Eyeball licking story is fake, indicative of poor journalism

I’m very happy to hear this tale was NOT true. It was quite disgusting. We didn’t do a story on this at the time but now we can post that it’s fakety fake. not an epidemic as reported.

In mid-June, many web sites published the story about a new fad in Japan – eyeball licking. It was hard for us to wrap our heads around this. It was gross and could spread disease and, besides, WHAT THE HELL? But, we’ve heard some pretty strange stuff coming out of Japan.

LICK THIS!.

“The craze is sweeping through Japan at an alarming rate, causing pink eye and is a hit among 12-year-olds who are taking it as the next level after French kissing.” So wrote reporter Victory Oyeleke in the June 16 edition of the Nigerian Tribune, with an air of righteous certainty.

Oyeleke had not filed from Japan.

Neither had the journalist who wrote, “Surge in eye infections among Japanese youngsters due to sexual eyeball-licking trend” (Washington Times, June 13); nor “Eyeball-licking: the fetish that is making Japanese teenagers sick” (The Guardian, June 14); or “Japanese ‘eyeball licking’ trend carries blindness risk” (CBS News, June 14); or “Japanese craze for eyeball licking leads to rise in infections” (The Telegraph, June 17).

The original source of the story, the sole witness, was an anonymous teacher at a primary school in Tokyo who said that an epidemic of pink eye at his school could be traced to eyeball licking among students. It was an urban legend in its creation stage.

This comprehensive article reveals how the story spread, thanks to social media. And even though it sounded too weird to be true, we all love to pass on such stories, MAYBE with a disclaimer that it might not be true. But, who remembers that part?

No news outlet tried to confirm it. They used the excuse that it was a syndicated story, they just reprinted it, as if to shirk off any responsibility.

Now, we are NOT journalists here. This site is a news aggregate and place for media critique and the promotion of skeptical attitudes towards the news. As just basically two volunteers in our spare time doing this work, there is no way we can do investigations into dubious news. But SOMEONE should. That’s their job! But now I’m mad at myself for not trusting my first instinct to scoff at the story. Maybe the safest bet is just NOT trust the news at all.

(Addition: To clarify, this DOES exist but does it exist because of a mention of it existing and has this myth that it’s prevalent MAKING it prevalent? What it wasn’t, apparently, was all that widespread. Something tells me it might be now.)

Hindsight is 20/20.

Tip: @krelnik on Twitter (Tim Farley)

  10 comments for “Eyeball licking story is fake, indicative of poor journalism

  1. August 4, 2013 at 3:52 PM

    If forehead bageling is a thing, we can be forgiven for thinking that eyeball licking is a thing.

  2. August 4, 2013 at 3:59 PM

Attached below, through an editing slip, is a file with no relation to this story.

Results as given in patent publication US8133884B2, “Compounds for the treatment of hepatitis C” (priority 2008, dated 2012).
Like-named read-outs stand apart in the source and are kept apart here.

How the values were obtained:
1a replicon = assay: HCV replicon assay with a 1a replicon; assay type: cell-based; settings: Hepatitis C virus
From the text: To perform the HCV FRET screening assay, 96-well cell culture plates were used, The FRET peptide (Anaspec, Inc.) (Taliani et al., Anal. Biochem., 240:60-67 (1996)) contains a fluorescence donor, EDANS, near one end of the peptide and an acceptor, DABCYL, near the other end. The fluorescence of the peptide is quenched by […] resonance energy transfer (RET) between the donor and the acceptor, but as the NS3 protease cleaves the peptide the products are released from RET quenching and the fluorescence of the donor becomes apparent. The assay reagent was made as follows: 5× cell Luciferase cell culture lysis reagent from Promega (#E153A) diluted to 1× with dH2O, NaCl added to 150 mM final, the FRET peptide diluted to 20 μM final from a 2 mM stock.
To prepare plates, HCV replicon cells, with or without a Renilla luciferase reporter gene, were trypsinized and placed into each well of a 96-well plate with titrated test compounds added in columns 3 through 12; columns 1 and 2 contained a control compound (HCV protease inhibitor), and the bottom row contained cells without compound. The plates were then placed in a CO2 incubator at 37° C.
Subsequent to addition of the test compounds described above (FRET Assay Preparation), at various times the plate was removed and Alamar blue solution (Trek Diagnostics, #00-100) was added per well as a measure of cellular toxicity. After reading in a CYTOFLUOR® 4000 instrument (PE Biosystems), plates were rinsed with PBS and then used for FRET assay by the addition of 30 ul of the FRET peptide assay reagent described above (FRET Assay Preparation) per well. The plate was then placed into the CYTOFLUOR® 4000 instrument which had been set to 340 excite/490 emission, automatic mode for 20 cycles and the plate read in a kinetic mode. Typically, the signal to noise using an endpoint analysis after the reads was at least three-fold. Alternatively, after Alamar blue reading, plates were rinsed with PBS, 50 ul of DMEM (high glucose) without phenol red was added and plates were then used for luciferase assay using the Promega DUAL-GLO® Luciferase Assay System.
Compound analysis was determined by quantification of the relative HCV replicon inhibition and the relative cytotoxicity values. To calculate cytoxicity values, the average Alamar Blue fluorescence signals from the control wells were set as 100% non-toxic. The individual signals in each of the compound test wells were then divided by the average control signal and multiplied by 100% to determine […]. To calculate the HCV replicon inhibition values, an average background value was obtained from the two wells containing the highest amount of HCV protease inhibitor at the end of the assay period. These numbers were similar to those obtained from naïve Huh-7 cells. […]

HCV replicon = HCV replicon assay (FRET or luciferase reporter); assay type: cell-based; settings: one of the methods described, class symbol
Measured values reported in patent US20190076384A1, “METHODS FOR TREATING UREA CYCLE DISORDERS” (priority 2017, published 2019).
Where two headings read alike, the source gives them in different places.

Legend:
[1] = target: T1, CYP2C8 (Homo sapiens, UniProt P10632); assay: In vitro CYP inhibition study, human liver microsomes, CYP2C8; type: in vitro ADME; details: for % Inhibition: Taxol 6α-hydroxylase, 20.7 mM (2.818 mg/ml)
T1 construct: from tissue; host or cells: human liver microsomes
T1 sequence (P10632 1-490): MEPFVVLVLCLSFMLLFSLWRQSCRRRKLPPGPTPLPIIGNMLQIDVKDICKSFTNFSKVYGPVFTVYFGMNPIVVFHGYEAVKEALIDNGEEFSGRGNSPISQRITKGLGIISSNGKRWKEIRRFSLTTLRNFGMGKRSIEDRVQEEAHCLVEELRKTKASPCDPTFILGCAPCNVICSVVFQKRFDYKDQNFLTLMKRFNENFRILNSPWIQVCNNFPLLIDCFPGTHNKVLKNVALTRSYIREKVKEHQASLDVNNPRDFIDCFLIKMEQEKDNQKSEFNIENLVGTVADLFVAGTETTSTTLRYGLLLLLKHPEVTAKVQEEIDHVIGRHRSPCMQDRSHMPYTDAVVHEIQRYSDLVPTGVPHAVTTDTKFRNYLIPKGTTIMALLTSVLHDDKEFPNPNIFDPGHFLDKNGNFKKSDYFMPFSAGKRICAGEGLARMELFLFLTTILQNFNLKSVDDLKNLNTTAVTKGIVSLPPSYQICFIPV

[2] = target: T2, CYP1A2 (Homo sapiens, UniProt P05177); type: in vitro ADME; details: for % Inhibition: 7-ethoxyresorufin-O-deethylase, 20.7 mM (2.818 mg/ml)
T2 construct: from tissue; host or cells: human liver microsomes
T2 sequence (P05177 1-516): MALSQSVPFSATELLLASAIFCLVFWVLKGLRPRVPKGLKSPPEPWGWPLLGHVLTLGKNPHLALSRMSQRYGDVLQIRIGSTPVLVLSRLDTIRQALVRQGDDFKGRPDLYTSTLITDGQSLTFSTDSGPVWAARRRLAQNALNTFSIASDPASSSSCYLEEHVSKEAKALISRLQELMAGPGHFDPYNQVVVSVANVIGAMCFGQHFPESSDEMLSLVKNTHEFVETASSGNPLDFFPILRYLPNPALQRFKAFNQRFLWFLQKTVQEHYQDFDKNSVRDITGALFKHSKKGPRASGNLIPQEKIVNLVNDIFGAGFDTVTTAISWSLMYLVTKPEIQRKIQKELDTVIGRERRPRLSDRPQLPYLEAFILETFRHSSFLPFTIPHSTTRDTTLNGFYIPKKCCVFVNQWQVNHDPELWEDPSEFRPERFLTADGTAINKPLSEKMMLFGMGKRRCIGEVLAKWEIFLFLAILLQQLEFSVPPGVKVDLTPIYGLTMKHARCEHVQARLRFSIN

I’m just amazed at how many skeptics I know reposted this was REAL.

  3. Peebs
    August 4, 2013 at 4:22 PM

    I heard of Olictulolintus years ago and it baffles me as much as autoeroticism.
    How the hell did they discover that these acts heightened sexual pleasure?
    Pink Eye would seem to have an altogether different cause and I’ll let you lot google it!

    I think I should be more selective in my girlfriends.

    Or not!

  4. Chris Howard
    August 4, 2013 at 6:48 PM

    WTF Japan. WTF!

  5. August 4, 2013 at 6:53 PM

    To be fair, it’s not that it is not “REAL,” only that it is 1) just badly sourced, 2) not as widespread as people thought. It may technically be right. Just saying.

  6. August 5, 2013 at 9:15 AM

    I remember seeing a Manga novel in the 80’s where one of the characters had an eyeball-licking obsession. Can’t remember the title.

  7. August 6, 2013 at 8:45 AM

    After reading “Lick This!” I decided to contact a few of the media outlets, who covered the fake fad, via MediaBugs.org in hopes they might correct their stories. So far the Huff Post has responded (here: http://mediabugs.org/bugs/a-blind-eye-to-the-truth). I’m still waiting on the Guardian and Wash Times to weigh in but I won’t hold my breathe. I hope others might consider filing their own reports via the MediaBugs site (anyone can) in reference to any one of the scores of similar stories just to see if any of the news sites reporting on this phony phenomenon care about setting the record straight.

  8. August 6, 2013 at 11:53 AM

    I remember seeing this story and thinking there was something dubious about it. For one thing it has many of the hallmarks of a typical moral panic: “look at the dangerous, crazy new trend among kids today!” In my mind it’s very similar to the media-hyped threat of “sack tapping,” the dangerous trend sweeping schools across the country in which boys kick or punch each other in the balls. I wrote about this for Discovery News a while ago: http://news.discovery.com/human/health/sack-tapping-parents-threat-du-jour.htm.

  9. Mark Schreiber
    August 6, 2013 at 8:16 PM

    The thing to keep in mind here is that the source of the eyeball licking story was a subculture publisher that has been in regular trouble with the Japanese police on charges of obscenity (as recently as April of this year) and child pornography. It was highly irresponsible for Naver Matome, which is run by a large, multinational IT company, to post the story on its Japanese blog. Webmasters are not and probably never will be journalists, and their motives for posting contents go beyond dissemination of serious news.

  10. August 8, 2013 at 7:16 AM

    The Huff Post has updated its eyeball licking story to include a quote from Mark Schreiber’s FCCJ magazine article and a statement saying that the part of its article in reference to Japan “may be a hoax.” I guess that update makes the Huff Post one in a million.

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